Tag Archives: mystery

Good News Monday: Your Obscure Talent

Are you the only one of your friends who can decipher your doctor’s scrawl? The US Library of Congress has a request.

Their program, By the People, is looking for volunteers to help transcribe and review historic documents, diaries and more that can’t simply be scanned by machine.

Sign me up!

sherlock-holmes-462957_640

Lost and Found

I’ve always had a terrible habit of hiding things in “safe” places, only to forget where I’ve put them. Keys wind up on a hook under a hat, jewelry can turn up in coat pockets, a dressy wallet might be in a bag I’ve stopped carrying. I had a near-panic attack when I first got engaged to DH and couldn’t find my engagement ring… forgetting that I’d taken it off to put in my purse because we hadn’t gone public yet.

This sort of thing happens especially when guests are expected, and I’m straightening up in a rush. On days like these, every drawer in my desk becomes a “junk drawer” and stray shoes live under the bed until I have time to put them back where they belong.

For months, I’ve been baffled by the location of some books I bought last year in anticipation of our month- long journey to the UK. I’m a huge fan of Alexander McCall Smith‘s writing, and have been slowly working my way through his delightful 44 Scotland Street series, savoring each one.

I’d read the first four novels and purchased the rest, planning to read the next three on the trip.  But in the chaos of moving house last year (which necessitated having to pack four months in advance) the books never made it into my suitcase.  I assumed I’d left them in storage. After we returned from the UK, moved to the new house and unpacked all our boxes, books #8-onward turned up, but #s 5, 6 and 7 were still MIA. I concluded that I’d left them at our summer house but when I looked for them last month I couldn’t find them here either.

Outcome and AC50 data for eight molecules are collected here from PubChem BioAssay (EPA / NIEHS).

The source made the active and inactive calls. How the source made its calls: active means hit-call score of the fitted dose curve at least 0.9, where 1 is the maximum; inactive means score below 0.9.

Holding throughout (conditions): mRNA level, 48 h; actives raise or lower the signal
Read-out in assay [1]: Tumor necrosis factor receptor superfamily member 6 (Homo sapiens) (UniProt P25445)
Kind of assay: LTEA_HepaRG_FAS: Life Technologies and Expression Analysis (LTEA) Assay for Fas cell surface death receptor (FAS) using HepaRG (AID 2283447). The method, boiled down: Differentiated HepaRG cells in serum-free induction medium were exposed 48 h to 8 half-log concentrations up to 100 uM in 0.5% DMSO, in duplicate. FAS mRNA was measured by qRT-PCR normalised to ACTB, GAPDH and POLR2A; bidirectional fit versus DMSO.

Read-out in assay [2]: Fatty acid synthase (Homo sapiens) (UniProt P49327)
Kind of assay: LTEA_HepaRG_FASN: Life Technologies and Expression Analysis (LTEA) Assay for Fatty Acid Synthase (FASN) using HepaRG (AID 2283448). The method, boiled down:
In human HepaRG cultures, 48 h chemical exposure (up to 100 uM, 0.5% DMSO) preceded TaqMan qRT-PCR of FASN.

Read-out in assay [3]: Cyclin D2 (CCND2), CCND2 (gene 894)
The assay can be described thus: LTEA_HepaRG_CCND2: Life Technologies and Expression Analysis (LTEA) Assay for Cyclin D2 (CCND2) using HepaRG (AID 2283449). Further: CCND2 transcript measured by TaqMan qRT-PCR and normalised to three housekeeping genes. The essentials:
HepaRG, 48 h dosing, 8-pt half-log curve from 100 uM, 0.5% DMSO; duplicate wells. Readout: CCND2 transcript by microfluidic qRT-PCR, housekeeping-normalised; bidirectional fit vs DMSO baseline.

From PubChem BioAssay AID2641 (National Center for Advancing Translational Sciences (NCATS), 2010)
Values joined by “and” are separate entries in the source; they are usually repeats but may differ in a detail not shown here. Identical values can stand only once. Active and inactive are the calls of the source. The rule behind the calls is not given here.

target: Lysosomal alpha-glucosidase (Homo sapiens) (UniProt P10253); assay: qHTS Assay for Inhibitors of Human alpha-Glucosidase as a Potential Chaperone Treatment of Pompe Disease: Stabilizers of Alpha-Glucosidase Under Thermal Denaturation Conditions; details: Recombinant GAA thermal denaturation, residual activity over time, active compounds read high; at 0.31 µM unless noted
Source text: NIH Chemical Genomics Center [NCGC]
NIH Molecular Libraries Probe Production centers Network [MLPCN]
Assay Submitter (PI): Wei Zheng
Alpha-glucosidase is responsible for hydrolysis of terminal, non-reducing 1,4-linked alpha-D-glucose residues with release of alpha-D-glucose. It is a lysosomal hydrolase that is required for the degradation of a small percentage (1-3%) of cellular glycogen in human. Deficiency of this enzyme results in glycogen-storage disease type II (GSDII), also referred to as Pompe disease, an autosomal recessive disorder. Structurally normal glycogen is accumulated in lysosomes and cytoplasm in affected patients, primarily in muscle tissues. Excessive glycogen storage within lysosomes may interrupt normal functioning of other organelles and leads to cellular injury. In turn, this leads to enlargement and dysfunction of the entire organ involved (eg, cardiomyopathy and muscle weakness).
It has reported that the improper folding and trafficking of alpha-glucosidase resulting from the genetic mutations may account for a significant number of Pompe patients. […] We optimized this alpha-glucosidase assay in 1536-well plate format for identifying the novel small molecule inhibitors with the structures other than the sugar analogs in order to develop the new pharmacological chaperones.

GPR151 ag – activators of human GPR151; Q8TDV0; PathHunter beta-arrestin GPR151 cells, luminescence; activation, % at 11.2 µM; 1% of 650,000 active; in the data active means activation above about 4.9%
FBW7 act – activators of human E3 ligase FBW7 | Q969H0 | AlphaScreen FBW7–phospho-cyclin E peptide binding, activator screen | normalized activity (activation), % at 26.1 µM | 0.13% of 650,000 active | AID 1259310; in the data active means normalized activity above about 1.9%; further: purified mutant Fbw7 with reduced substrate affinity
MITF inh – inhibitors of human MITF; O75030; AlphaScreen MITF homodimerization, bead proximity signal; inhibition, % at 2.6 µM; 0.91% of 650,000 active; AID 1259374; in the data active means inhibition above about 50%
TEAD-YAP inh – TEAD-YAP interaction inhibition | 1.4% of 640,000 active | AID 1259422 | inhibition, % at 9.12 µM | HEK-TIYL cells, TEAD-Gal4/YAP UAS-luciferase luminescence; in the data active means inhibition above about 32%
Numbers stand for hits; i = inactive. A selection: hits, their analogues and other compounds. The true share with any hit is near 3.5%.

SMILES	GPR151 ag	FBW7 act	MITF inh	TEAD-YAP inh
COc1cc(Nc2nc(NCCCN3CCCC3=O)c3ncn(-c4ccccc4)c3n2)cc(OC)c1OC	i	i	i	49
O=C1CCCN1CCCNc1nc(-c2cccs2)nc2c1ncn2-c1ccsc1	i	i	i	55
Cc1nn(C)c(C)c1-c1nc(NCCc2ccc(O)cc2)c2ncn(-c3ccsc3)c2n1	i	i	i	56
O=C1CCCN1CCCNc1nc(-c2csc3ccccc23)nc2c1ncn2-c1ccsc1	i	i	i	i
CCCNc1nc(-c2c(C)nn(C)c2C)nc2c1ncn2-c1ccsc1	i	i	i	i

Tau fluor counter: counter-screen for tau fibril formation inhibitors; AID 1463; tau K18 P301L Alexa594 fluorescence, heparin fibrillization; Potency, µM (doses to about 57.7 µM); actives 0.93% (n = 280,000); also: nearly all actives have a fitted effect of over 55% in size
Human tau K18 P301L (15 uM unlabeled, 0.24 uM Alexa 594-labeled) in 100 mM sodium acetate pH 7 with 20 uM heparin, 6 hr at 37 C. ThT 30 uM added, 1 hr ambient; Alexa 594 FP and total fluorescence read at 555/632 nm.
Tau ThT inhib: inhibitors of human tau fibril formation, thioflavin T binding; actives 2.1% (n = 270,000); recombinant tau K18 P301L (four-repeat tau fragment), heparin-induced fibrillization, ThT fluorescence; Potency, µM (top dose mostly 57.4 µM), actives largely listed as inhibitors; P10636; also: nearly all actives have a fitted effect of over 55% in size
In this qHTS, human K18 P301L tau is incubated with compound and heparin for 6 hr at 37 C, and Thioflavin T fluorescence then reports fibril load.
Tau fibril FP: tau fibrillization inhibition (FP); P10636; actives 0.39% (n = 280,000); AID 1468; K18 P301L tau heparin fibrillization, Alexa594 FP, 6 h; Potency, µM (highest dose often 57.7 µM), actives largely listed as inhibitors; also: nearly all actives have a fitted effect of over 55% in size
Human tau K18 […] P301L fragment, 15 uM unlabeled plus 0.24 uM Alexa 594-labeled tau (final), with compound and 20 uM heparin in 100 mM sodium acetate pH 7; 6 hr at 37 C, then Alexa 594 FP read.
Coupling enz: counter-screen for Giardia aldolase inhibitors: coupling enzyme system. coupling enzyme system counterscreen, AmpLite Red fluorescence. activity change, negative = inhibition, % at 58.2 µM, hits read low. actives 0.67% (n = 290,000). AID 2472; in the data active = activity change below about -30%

Giving up, I recently ordered book #5 (which I’m currently reading) and figured I’d just have to buy the others.

Today, I moved a file box that was sitting on top of another box in my little home office area and — surprise — books 5, 6 and 7 were grinning up at me! I have no idea why I put them there instead of in the bookcase. Overall, this is a good thing, except that it costs nearly as much to return my duplicate Amazon purchase, so I guess I’m stuck with two copies.

Random question: Why do we say we “lose” our tempers? Isn’t our bad temper kept nicely under wraps most of the time until we get angry and it comes out; i.e. we find— and unleash — it? Maybe the origin of the phrase was to “let loose” our temper? Or if not, it should be.

question-mark-3255136_640

Mystery and Myth: We All Need Some.

I was reading this morning about a fashion show fixture whose name wasn’t familiar to me. A quick jump to the link provided and — voilà — another half hour down the rabbit hole of pseudo-celebrity and one of its more bizarre denizens. It’s a great story.

This got me thinking about mystery, reinvention and reality as it applies to the rest of us “mere” mortals.

We’re on Facebook or Instagram over-sharing the minutiae of our lives. We volunteer intimate details to strangers and acquaintances. We embroider, embellish and gloss over the unseemly bits. We seem uncomfortable with just “being”.

Of course we all need approval. But isn’t there a middle ground between “I vant to be alone” aloofness and Kardashian-level accessibility?

A little mystery is always appreciated. I don’t want to know everything about you in our first hour of conversation, and vice versa. I’d like our secrets to unfold with time and trust.

On the other hand, creating a mythological existence out of whole cloth is pretty extreme. The authentic self is fascinating enough, regardless of one’s connections or accomplishments. We shouldn’t need to pretzel our life stories, manufacture drama or keep people guessing about our origins in order to seem interesting.

At Wednesday’s exercise class, a woman I hadn’t seen in nearly a year came over to introduce herself. Thanks to my current longer hair, a few less pounds and contacts replacing my usual glasses, she hadn’t recognized me.

For a fraction of a second I was tempted to invent a whole new persona. I could be anyone!! But then, the other ladies started laughing and told her who I was.

I’ll never be as enigmatic as Amanda Lear. But it’s quite nice to be known by a select few. As for full-on mysteries… make mine Dorothy Sayers.